12 October, week 12

Sunday 6 October;

A good day overall.  We went out to De La Warr again to see something we missed last week and then to Barby Keel’s Animal Sanctuary.  Mum saw some chickens, goats, sheep and lots of cats and had a mixture of reactions to them.  It was a bit smelly.  I had to go back to the De La Warr because I’d left my bag with my wallet inside it.  I asked if it had been handed in and it hadn’t, I then found it by where we were sitting in the cafe.  We returned and cooked a roast dinner, mum was fine but at about 5:30 started agitating to go and see her mum.  She settled after dinner and was mostly fine for rest of evening and went to bed at 10.

Monday 7 October;

Mum awake at 6:30 but I stayed in bed till 7.  Mum was in an ok mood but became aggressive towards the carer helping her to bath and change.  I asked the carer to vacate the bathroom and calm mum down and get her fully dressed.  We went out shopping straight after and the change of scenery improves her mood.  She gets restless just after 2 so we take another trip, not so much driving as we stop at certain points with a sea view and talk and then return.  Mum was fine for remainder of day.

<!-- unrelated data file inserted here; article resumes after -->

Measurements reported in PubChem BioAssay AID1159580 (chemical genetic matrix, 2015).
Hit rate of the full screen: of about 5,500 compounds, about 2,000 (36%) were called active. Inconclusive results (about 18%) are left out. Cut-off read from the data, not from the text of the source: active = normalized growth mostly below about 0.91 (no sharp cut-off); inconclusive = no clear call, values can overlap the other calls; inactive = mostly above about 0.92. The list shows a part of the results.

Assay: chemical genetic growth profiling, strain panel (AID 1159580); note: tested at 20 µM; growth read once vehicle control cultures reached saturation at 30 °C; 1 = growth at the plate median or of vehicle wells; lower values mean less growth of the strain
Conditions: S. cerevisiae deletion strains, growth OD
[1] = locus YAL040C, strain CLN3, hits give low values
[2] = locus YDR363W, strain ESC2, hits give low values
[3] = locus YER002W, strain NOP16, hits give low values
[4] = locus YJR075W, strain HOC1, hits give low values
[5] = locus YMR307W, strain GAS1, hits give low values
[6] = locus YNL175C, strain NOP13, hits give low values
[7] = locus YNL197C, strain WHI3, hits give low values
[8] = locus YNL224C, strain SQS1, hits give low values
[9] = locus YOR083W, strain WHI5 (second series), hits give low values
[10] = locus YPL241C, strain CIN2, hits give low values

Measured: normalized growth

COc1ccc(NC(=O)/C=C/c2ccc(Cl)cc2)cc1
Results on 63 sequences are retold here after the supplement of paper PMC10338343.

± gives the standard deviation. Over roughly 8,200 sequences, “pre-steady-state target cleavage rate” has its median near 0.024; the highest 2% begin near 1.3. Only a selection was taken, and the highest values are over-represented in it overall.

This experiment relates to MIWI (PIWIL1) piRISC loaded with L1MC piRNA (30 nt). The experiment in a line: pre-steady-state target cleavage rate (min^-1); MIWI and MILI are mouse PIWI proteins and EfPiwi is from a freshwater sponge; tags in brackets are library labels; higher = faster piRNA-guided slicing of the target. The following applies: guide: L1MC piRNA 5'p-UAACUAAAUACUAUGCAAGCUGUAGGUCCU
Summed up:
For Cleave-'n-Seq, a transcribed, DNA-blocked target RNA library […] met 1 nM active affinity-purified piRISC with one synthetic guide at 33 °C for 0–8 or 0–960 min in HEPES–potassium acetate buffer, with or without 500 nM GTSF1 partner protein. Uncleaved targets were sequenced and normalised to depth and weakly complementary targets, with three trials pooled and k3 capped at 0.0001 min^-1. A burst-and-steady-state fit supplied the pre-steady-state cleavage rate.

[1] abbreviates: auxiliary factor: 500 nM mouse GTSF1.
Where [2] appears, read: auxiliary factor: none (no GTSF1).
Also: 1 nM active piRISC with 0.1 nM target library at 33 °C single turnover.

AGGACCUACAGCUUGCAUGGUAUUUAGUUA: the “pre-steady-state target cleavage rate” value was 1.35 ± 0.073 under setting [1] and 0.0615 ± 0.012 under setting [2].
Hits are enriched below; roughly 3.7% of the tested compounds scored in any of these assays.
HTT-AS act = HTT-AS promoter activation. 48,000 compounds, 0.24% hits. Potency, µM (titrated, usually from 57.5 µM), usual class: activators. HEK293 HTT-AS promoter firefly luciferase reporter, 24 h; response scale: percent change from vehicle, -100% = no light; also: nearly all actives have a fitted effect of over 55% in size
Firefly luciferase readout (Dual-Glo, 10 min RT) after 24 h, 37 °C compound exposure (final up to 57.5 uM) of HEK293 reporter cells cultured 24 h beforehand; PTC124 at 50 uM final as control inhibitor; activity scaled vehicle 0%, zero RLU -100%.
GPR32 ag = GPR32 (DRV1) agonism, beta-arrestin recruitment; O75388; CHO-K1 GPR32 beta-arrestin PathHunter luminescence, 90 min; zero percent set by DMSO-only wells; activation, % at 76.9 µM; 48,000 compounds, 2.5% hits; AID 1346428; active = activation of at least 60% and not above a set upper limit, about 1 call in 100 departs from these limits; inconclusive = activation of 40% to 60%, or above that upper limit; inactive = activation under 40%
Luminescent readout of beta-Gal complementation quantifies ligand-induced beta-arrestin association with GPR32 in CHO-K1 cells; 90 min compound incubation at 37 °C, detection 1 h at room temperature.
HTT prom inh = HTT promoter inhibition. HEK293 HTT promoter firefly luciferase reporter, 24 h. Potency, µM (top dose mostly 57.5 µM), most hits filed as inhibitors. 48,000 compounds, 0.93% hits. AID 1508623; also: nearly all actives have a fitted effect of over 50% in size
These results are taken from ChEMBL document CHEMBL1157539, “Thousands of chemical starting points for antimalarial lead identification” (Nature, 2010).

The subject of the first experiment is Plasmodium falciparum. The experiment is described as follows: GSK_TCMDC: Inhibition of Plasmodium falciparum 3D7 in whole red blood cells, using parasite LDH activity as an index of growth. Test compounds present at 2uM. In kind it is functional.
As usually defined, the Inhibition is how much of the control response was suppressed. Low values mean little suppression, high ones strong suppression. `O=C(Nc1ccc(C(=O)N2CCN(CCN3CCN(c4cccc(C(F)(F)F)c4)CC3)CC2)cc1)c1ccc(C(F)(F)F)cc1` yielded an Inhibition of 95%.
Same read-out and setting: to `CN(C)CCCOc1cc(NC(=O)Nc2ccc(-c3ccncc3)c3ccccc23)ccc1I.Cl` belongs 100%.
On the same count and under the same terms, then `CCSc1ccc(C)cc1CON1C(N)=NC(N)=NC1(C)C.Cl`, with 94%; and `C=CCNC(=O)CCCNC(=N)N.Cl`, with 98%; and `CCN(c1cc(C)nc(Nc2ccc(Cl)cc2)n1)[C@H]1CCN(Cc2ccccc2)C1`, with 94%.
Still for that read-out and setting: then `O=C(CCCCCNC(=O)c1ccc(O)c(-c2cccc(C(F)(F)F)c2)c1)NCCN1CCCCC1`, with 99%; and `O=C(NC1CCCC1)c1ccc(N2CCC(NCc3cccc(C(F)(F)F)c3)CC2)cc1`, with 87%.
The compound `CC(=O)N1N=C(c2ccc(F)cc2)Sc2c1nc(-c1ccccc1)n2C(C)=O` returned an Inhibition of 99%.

Rik came to fit hob and oven.  But he can’t do gas and didn’t realise we had a gas hob.  Although we’re getting an electric one he can install he needs a gas guy to close off the gas supply and sign off to say he’s done it.  So Rik will come back next week.

I’ve given up on Michael the plumber who isn’t VAT registered and overpriced (I think) a job.  He’s not doing me a favour and I won’t chase him any more.  I contacted Andy the electrician who has asked a plumber he knows to call me on Wednesday.

Tuesday 8 October;

A day at work, a nice review in the morning and I worked from home after an opticians appointment.  I need new glasses for computer work, the one’s I’m using are from a prescription four years ago and my sight is definitely worse since.  As I’d had an eye test in April I didn’t need a re-test so it was a relatively short appointment.

I took a call from an care agency this morning.  They have a Turkish carer and the manager of the service is coming this Thursday to complete an assessment.  I’m putting a lot of hope into the outcome but the truth is it may still be difficult, it will depend on the carer and my mum developing a relationship.